One of the first functions I created for Beamtic's CMS, is a function that generates a table of contents, and lists each section of an article according to it's level in the HTML. Each level would increase the nesting level of a HTML list, giving a nice representation of the relationship between the different sections.
However, I found that I rarely needed to use nested sections beyond the second level (h2's) for the type of articles I am writing.
When I did go deeper with my headings, it often ended up looking very messy, and not very nice to read. I think I have finally figured out why deeper heading levels work poorly on the web.
Traditionally, different heading levels have been styled with a smaller font, or in some cases even using indentation. Personally I have always disliked this. It made the text harder to read, and added no, or little value to readers. If you indent a section, as is done with some website comment features, then deeper level comments will have less space to display their text.
Nested sections have their use cases, but only to a certain extent and in a limited number of situations. On so called web 2.0 sites, commenting could be one place where it makes sense to style nested sections differently.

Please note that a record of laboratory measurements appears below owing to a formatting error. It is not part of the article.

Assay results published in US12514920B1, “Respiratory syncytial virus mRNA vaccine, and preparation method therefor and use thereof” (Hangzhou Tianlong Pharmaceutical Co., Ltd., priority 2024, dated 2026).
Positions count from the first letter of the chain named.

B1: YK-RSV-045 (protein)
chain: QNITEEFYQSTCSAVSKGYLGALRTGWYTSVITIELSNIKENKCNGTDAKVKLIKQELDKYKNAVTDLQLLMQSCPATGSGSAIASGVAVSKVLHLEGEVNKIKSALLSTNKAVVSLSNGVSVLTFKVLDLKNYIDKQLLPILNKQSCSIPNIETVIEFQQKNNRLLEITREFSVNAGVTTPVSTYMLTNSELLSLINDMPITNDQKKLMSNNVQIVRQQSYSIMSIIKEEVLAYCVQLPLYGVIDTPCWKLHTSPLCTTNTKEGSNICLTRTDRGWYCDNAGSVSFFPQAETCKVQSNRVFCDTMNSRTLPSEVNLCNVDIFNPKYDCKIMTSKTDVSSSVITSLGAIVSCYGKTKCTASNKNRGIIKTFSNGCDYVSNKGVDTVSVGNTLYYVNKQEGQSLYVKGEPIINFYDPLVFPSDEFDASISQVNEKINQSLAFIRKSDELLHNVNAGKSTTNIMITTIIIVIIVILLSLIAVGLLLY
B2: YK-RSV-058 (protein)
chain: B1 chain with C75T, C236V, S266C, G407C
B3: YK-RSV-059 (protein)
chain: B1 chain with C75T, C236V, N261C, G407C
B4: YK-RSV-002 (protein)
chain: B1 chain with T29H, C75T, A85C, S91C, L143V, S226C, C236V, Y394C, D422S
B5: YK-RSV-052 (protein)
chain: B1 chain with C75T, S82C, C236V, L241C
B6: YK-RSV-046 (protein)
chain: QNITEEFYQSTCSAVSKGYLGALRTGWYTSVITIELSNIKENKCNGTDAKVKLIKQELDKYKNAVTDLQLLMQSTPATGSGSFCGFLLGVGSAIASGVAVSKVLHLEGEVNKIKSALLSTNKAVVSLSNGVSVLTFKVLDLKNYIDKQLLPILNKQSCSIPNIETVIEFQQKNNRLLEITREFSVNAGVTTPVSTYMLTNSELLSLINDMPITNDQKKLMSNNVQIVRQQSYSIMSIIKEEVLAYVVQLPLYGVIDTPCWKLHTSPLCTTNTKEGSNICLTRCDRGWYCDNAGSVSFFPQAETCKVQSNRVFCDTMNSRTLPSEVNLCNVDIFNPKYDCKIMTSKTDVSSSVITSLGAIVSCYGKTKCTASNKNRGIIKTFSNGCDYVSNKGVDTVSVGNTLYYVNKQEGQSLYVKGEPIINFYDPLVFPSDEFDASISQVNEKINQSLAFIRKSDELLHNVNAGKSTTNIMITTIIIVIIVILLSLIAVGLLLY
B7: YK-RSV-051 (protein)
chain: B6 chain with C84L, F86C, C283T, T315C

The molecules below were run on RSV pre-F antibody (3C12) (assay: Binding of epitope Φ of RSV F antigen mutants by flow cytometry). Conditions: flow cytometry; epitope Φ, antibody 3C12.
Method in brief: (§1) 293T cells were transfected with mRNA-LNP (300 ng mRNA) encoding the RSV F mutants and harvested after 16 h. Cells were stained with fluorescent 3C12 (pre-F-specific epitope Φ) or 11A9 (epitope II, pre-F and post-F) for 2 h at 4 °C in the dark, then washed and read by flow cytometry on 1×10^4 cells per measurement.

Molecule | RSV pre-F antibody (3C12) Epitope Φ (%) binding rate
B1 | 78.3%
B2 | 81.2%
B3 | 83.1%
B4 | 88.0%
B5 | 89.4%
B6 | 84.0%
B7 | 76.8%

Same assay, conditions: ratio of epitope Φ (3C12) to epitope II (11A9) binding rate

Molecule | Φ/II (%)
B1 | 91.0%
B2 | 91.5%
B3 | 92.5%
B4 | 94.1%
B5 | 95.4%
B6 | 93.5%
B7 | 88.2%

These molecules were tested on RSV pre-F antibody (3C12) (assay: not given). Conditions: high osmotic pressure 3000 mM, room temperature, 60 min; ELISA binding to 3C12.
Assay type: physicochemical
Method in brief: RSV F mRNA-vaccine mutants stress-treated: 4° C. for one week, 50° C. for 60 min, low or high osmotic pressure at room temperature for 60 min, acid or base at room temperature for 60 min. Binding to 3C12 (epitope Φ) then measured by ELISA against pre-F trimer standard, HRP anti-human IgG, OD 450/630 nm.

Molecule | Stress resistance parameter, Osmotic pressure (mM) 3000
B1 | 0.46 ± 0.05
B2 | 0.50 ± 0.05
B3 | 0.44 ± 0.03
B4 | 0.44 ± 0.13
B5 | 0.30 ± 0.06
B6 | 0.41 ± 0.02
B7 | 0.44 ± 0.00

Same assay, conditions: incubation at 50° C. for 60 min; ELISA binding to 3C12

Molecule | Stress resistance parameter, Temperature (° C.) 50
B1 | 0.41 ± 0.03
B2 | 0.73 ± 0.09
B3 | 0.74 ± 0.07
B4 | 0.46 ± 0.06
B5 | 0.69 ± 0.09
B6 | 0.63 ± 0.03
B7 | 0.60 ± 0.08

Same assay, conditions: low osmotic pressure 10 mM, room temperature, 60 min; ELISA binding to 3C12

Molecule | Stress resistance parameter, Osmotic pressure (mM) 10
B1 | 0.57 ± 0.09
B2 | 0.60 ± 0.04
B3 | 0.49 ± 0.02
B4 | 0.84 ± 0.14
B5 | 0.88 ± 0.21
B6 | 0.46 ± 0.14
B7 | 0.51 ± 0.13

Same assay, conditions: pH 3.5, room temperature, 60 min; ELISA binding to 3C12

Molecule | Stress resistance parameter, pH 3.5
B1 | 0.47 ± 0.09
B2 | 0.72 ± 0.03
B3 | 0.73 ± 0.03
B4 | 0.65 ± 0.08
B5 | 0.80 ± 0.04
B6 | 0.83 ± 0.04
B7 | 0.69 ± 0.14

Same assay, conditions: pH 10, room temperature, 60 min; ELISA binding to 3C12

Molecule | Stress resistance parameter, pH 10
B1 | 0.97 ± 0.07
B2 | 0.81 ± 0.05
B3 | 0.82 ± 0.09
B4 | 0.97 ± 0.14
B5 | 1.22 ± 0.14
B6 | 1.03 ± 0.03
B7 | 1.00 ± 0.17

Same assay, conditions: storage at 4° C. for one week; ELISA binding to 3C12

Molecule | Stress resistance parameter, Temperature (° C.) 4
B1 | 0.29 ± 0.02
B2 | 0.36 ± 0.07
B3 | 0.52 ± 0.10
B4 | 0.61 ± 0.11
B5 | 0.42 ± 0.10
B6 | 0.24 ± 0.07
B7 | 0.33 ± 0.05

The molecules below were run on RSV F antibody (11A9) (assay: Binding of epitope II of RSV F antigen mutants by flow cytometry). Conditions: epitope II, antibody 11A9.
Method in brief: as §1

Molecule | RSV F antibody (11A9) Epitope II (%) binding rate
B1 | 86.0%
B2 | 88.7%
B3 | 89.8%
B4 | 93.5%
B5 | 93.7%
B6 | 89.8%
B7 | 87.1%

The question is, when do we draw the line? We only have a limited space on the screen, and we can not continue to indent sections indefinitely. We also can not adjust the size of headings indefinitely.
I think Facebook is handling the problem nicely. They allow us to respond to comments on posts, creating a visually indented section, and what appears to be a deeper level section. However, they will not allow us to respond to comments to other comments, as this would create a styling problem.
I think Facebook solved the problem nicely, and other web developers can learn from this.
When nested sections make sense
If we ignore the obvious styling problems and focus on the usability aspects, then I think it adds very little value to our sites to have different heading levels styled with a different font size. I think it is a left-over practice from back when the web was more document-orientated, and we only had few ways to stule our web pages.
If we intend our pages to be printed, or if we offer a document version, then it may make sense to offer a table of contents at the top, to indicate the relationship between different sections of an article or document.
For most websites, including blogs and forums, I think we should generally avoid moving deeper than the third level of nesting. And if we do, then we should be careful about making styling changes.
With the new sectioning elements, HTML potentially allows a infinite number of section levels. I think a very deep nesting makes sense for document-layouts, but not for websites or web applications.
If we do use a very deep nesting level, then it makes little sense to style them differently than other headings on our page. Some would argue that it defeats the purpose. But this is not right. Behind the scenes, in the HTML, a nested section would still be nested, and "belong" to it's parent. Also, if we do offer a table of contents, this relationship could be indicated, making it easier to navigate an article.